Arms length. It’s the worst way to connect with a prospective donor. Direct mail–when sending to a list that is at least warm–only gets about a 4% positive response rate. Email solicitations tend to be even lower. And newsletters, lower still. The truth is, the further you are from your prospects, the less likely they are to say yes.
This is equally true when you want something other than money. A friend recently got an invitation to be on a nonprofit board via email. It wasn’t a “would love to talk with you about being on our board” email. Oh no. It was a 5 paragraph screed, telling my friend about the roles and responsibilities of a board member–including the need to serve on a committee and to make a pretty large gift.
My friend did not feel particularly close to this organization, but would certainly have welcomed a visit. And the visit may have convinced her to entertain the idea. And once she entertained the idea…well, who knows. As she told me, she might still have said no, but if she did, she probably would have made a compensatory gift.
Of course, the “still” in the last sentence gave her response away, but I doubt if anyone was surprised. The email, arms length and in ways impersonal, allowed her to say no in the same vein. No, she told me was so easy. And because it was arms length, it was almost impossible for the asker to respond with a “tell me more,” query.
That “tell me more,” often starts the transformation from no to yes. But in an email, you tell and ask, they respond and you accept their response.
I’m a big believer in always asking yourself two questions before taking substantive steps:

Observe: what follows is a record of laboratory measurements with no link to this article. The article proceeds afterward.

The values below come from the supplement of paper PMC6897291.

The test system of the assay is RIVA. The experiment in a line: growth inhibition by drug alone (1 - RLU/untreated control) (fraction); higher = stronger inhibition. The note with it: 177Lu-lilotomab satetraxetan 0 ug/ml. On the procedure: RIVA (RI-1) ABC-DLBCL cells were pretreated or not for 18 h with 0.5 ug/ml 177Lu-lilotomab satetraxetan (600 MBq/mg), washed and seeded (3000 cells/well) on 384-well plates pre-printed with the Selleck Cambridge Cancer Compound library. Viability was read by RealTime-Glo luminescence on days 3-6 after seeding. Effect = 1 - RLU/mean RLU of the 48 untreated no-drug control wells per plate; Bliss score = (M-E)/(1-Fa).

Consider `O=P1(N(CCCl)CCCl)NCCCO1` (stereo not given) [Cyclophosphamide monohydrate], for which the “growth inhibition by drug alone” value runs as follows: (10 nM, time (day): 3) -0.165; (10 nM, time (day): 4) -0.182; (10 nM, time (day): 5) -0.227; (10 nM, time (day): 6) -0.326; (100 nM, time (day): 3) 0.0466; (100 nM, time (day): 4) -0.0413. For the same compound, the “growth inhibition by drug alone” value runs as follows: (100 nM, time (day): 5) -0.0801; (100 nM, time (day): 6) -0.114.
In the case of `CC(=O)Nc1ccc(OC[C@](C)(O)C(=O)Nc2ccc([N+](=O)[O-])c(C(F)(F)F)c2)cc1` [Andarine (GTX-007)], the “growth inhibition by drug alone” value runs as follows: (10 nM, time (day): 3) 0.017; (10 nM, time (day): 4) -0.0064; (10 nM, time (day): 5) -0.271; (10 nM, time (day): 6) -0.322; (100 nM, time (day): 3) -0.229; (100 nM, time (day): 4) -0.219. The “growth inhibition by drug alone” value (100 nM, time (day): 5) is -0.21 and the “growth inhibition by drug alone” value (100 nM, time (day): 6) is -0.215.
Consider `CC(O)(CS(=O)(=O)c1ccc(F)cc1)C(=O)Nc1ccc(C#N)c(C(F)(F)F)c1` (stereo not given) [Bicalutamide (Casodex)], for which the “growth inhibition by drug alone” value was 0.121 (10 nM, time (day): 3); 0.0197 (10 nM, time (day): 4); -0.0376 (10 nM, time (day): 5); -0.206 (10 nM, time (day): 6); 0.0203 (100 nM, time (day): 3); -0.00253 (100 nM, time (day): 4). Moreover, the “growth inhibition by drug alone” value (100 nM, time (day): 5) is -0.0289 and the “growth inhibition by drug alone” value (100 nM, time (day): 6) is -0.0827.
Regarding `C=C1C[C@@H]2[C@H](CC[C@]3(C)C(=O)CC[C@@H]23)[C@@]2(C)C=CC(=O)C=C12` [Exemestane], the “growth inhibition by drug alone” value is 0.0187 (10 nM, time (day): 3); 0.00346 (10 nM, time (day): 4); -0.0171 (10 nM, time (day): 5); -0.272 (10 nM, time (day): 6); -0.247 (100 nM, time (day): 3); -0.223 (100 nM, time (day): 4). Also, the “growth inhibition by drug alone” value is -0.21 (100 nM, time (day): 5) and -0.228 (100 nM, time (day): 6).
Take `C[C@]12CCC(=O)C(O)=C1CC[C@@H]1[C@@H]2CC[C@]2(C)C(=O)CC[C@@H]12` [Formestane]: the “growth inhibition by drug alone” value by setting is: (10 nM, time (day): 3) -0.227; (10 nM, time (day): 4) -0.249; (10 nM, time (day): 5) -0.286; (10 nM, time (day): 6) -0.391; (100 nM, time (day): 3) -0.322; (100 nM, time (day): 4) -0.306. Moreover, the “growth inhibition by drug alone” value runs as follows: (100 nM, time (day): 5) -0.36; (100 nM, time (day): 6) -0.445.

1. What do I want to accomplish and
2. To what end?
In the case of my friend, I assume that what the emailer accomplished what he wanted: To ask this person to serve on the board. But the end desired–to get a new board member–was not well served by the mode chosen.
But we’re too busy, clients complain when I chide them for doing all their fundraising from a distance. And I understand. You cannot physically touch every prospect. That’s why we segment.
Donors at different levels require different cultivation. A simple annual ask where your expectations are low is fine via mail–postal or electronic. But if your expectations are higher, your actions must reflect that.
A personal letter increases response rate, as a follow up phone call. A face to face meeting–either one on one or at a small group gathering increases both participation and the size of the gift you’ll receive.
Making the time to appropriately cultivate, solicit and steward your supporters will pay off handsomely, whether you are asking for time, talent, or treasure.
Janet Levine works with nonprofits, helping them to increase fundraising capacity and develop stronger, more committed boards. Learn more at http://www.janetlevineconsulting.com. While there, sign up for the free newsletter and ask for your free, 30-minute consultation.